October 10, 2008 - Blog post on the difficulty of navigating community colleges' financial aid websites.
Widen the Focus When Discussing Affordability
September 26, 2008 - The Institute submitted comments to the California Postsecondary Education Commission (CPEC) about their report on how affordable a community college education really is for students and their families.
Students Need Clarity on Cal Grants
June 24, 2008 - Blog post on the proposed cuts to the competitive Cal Grant program.
Denied: Community College Students Lack Access to Affordable Loans
April 17, 2008 - At least one million community college students lack access to federal loans, not because of the credit crunch, but because their schools don't participate in the federal loan programs. This pushes students who need to borrow to resort to risky private loans, payday loans, and credit cards, or to drop out or reduce their course load. Our brief also found significant gaps in loan access between different races and ethnicities. See press release and related materials.
Proposed Cal Grant Cuts Would Hit Community College Students Hardest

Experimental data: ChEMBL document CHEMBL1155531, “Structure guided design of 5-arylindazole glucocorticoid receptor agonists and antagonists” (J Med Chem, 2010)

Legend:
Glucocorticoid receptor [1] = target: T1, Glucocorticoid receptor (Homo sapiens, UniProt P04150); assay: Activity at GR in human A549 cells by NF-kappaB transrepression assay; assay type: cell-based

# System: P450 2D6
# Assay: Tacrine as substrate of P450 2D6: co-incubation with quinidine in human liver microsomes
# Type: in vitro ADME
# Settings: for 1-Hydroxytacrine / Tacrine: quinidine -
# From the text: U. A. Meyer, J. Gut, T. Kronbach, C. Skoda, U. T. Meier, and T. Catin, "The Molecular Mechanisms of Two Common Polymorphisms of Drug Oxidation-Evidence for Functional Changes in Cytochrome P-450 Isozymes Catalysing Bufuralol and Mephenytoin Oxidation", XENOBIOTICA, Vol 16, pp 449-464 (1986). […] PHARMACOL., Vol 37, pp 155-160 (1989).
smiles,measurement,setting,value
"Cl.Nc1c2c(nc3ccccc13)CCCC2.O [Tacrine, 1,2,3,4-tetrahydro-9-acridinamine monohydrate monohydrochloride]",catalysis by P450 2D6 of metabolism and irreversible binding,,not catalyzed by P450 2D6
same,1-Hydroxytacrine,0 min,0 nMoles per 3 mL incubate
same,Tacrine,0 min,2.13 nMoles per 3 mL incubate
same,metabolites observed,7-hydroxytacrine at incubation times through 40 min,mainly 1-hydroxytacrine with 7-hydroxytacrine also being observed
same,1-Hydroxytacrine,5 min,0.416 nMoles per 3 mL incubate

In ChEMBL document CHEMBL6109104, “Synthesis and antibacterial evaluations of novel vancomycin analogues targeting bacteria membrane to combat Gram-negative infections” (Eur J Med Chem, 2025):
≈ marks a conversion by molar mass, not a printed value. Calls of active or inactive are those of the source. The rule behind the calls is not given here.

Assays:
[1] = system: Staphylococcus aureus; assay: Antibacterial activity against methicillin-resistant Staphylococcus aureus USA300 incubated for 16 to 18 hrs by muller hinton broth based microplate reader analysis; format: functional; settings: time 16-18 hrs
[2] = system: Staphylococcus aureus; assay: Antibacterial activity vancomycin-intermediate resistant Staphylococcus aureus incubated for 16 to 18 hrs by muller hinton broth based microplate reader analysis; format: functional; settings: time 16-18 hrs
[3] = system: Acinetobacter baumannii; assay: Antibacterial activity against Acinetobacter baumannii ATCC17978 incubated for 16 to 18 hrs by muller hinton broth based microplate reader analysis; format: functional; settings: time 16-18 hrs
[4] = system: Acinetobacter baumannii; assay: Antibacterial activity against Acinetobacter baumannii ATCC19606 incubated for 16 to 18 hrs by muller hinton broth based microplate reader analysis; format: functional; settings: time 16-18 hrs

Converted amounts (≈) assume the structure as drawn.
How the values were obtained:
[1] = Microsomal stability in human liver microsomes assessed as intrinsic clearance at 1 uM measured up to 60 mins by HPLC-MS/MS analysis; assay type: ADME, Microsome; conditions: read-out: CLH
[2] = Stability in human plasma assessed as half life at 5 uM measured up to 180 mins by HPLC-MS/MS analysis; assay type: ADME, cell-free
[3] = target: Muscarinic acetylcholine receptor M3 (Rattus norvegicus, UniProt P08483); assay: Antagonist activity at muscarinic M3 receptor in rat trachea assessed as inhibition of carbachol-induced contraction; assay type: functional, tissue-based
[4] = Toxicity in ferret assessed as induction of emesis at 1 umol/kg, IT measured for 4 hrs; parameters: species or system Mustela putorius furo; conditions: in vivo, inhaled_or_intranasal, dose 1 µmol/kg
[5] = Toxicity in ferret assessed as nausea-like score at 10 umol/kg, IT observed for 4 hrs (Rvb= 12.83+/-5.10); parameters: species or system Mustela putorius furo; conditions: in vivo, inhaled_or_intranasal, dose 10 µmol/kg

March 27, 2008 - This issue brief finds that Gov. Schwarzenegger's proposed budget for 2008-09 would have eliminated new Cal Grant awards for 45 percent of community college students who would have received them, compared to 5 percent of would-be recipients at the University of California and 10 percent in the California State University system. Read the press release.
Green Lights & Red Tape: Improving Access to Financial Aid at California's Community Colleges
December 2007 - This major report finds wide variations in financial aid policies and practices at California's community colleges, which can have a major impact on students' access to available aid. Read the executive summary.